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Fredo’s Awesome Baghdad Adventure
Alberto Gonzales has been the Bush Administration’s whipping boy for the last half year now. The Administration offers him up with regularity to absorb blows that would be more properly directed at the White House. Except, of course, for the fact that Gonzales and the White House have joined in an effort to obstruct Congressional inquiries aimed at the politicization of the U.S. attorneys office, which clearly was run by Karl Rove with the assistance of Harriet Miers. After letting Gonzales draw fire in Washington, the administration is letting him draw fire in Baghdad. As the Associated Press reports:
“I am pleased to see firsthand … the progress that the men and women of the Justice Department have made to rebuild Iraq’s legal system and law enforcement infrastructure,” Gonzales said in a statement released by the department. His optimistic assessment came despite the frequent sectarian lawlessness and killings in the country.
The Justice Department has a significant presence in Baghdad. They ran the trial of Saddam Hussein from behind the scenes. They have also given advice to the Justice Ministry and have been involved in efforts to restart the Iraqi courts, such as the Central Criminal Court in Baghdad, where I handled a case last year. The average proceeding in that court takes roughly 12 minutes and a very large portion of the cases result in a sentence of death. A Department of Justice liaison told me before I showed up, “You won’t think this has much relationship to justice,” and indeed he was right.
Exactly what role has the Gonzales Justice Department played in that farce? They don’t seem terribly eager to claim credit. When I asked the Deputy Minister of Justice how helpful DOJ liaisons were, he said he would rather not discuss that subject. He went on to express his continuing anger at Coalition Provisional Authority Order No. 17, done with DOJ approval, which gives complete criminal law immunity to U.S. contractors operating in Iraq.
But one can fairly speculate about the various areas of expertise that Mr. Gonzales has to offer his counterparts in Iraq. There’s torture; reducing overcrowded prisons through accelerated use of the death penalty; using the criminal justice process to eliminate political opponents; and extraordinary renditions. But most of all there’s the fine art of lying to government oversight organs and escaping all accountability for it.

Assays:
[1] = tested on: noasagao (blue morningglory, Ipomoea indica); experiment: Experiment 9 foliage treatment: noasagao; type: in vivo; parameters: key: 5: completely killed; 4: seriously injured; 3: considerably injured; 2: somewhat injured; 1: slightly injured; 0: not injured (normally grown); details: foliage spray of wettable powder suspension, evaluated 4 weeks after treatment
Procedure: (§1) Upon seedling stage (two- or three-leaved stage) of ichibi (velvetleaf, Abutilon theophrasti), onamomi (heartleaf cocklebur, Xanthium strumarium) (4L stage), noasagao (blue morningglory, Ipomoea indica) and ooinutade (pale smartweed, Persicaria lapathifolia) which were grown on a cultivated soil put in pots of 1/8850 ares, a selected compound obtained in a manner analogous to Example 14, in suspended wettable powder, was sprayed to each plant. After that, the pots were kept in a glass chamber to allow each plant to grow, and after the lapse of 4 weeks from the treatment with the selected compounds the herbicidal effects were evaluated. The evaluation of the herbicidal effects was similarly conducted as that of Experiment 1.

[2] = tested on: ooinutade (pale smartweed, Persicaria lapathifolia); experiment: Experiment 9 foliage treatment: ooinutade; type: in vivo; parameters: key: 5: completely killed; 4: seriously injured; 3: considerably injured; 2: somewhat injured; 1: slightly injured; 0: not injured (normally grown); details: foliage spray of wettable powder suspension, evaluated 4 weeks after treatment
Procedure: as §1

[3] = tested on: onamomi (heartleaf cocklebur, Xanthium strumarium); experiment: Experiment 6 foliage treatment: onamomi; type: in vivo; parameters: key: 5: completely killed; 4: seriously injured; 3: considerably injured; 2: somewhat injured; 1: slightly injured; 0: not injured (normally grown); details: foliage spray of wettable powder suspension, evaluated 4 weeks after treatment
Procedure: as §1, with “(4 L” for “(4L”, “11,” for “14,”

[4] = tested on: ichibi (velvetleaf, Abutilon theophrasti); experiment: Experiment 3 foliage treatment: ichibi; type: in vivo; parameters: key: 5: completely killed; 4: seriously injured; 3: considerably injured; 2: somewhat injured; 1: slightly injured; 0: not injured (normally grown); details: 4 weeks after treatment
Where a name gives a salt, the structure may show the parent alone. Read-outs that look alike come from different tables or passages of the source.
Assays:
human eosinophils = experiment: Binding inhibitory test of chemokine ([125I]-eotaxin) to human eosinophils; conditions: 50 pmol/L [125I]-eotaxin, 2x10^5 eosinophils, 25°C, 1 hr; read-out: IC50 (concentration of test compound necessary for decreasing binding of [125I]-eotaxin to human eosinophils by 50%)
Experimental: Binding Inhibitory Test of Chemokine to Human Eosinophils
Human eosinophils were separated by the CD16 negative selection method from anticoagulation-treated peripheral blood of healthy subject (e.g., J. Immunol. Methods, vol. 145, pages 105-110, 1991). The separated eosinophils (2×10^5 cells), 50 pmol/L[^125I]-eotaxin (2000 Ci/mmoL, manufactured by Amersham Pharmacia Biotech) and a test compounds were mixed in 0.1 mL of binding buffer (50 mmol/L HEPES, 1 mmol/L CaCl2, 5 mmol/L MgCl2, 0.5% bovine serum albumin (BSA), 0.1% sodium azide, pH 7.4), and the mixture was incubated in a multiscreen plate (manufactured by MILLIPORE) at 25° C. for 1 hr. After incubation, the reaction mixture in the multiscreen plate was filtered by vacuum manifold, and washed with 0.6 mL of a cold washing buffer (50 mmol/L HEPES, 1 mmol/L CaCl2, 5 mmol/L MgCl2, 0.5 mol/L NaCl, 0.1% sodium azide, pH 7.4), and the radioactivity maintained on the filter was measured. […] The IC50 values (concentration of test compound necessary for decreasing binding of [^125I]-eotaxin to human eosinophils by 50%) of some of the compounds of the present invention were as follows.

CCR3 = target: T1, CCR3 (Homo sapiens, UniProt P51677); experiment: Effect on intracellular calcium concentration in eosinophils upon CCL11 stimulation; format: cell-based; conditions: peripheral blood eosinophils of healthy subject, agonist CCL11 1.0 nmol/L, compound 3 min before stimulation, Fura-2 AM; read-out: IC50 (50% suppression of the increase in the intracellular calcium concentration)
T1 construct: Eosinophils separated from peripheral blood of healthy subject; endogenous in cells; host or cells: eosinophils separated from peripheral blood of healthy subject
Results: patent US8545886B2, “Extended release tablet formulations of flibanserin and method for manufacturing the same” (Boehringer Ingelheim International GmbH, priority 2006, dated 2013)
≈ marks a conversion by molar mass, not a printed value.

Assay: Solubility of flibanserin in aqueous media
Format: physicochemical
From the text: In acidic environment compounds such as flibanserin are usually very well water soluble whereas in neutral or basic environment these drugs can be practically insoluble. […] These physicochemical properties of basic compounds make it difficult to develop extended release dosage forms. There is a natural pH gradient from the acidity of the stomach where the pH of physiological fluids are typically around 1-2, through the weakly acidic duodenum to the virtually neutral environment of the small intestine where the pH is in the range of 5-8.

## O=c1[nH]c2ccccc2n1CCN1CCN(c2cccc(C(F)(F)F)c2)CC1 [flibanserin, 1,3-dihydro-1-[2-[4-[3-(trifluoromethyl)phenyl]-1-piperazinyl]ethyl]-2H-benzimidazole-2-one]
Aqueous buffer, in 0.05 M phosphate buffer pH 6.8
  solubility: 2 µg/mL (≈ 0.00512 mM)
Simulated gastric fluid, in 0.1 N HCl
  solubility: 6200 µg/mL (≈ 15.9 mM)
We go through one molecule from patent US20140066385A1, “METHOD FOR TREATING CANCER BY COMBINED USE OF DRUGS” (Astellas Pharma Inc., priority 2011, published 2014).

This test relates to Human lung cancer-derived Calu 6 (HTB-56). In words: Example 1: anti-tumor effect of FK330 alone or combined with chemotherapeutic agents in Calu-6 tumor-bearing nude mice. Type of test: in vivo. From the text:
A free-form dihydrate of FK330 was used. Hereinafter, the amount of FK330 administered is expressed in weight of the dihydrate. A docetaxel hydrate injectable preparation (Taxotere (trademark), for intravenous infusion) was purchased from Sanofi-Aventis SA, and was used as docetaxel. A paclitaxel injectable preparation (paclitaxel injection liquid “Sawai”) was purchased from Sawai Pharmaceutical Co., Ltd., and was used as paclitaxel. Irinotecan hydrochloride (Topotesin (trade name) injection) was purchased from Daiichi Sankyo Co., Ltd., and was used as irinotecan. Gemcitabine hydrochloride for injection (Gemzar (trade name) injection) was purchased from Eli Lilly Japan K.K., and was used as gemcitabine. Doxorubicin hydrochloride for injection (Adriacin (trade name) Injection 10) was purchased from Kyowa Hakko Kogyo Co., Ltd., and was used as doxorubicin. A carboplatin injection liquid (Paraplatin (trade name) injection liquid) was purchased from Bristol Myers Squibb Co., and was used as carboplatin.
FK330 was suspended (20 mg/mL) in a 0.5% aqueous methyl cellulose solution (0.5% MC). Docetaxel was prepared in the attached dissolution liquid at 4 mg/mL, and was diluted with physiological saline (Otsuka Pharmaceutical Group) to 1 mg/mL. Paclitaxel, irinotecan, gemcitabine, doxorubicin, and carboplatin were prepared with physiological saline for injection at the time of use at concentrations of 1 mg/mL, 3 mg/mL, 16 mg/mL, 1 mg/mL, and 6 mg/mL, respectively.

Ex-DOJ Employees Leading Charge Against Gonzales
The Politico reports in its Friday edition that the current charge against Gonzales is being led by a small army of recently retired DOJ employees.
Attorney General Alberto Gonzales knows well the ways of sparring with the Senate Judiciary Committee, but increasingly he is facing an uncommon and more effective adversary: former Department of Justice career attorneys who are out to settle the score with Gonzales and the administration.
After months of scandal, firings and some testimony from Gonzales that many on Capitol Hill found wholly unsatisfying, these ex-Justice Department employees are taking a rare step and fighting back. Former employees of the Civil Rights Division are channeling their workplace rage into lobbying force. The government lawyers say they were ignored, disrespected and kicked out by Bush appointees. The attorneys describe an increasingly partisan workplace, where political appointees intimidated career lawyers and undermined civil rights to push political agendas.
Operating in the Dark
Alberto Gonzales’s Justice Department is the most secretive Justice Department yet, says the Coalition of Journalists for Open Government.
“Over the past nine years, the number of FOIA requests processed has fallen 20%, the number of FOIA personnel is down 10%, the backlog [of pending requests] has tripled, and costs of handling a request are up 79%,” the CJOG study reported. In fact, “the cost of processing FOIA requests is up 40% since 1998, even though agencies are processing 20% fewer requests.”
Productivity of FOIA requests has dropped in other respects as well. “The number of denials [of FOIA requests] increased 10% in 2006 and the number of full grants, in which the requester got all the information sought, hit an all-time low.”
Earlier in the week I spoke with a former senior Justice Department official who described to me in some detail tactics which were used to evade compliance with FOIA and conceal internal activities which should be subject to public inspection. This included stating that “no documents were available” within the scope of the FOIA request, when in fact hundreds of documents existed.